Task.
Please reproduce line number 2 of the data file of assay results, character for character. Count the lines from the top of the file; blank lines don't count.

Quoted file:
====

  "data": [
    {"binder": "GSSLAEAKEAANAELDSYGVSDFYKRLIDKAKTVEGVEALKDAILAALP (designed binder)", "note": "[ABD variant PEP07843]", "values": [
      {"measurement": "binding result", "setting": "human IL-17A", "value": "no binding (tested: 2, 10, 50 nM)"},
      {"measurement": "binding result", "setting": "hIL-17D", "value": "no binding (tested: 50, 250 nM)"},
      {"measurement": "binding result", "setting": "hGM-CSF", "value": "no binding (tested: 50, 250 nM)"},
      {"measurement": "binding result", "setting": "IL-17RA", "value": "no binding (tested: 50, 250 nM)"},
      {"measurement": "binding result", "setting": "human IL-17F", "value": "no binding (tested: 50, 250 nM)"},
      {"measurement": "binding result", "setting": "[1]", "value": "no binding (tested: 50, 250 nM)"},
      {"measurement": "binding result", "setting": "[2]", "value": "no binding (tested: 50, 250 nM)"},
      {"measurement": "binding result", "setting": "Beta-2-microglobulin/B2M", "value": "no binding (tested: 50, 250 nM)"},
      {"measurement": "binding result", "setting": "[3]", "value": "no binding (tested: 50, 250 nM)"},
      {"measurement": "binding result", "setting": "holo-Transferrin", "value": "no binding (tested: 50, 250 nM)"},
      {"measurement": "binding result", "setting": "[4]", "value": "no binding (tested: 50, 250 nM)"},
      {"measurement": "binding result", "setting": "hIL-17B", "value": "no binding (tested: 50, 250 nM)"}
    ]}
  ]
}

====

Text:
    {"binder": "GSSLAEAKEAANAELDSYGVSDFYKRLIDKAKTVEGVEALKDAILAALP (designed binder)", "note": "[ABD variant PEP07843]", "values": [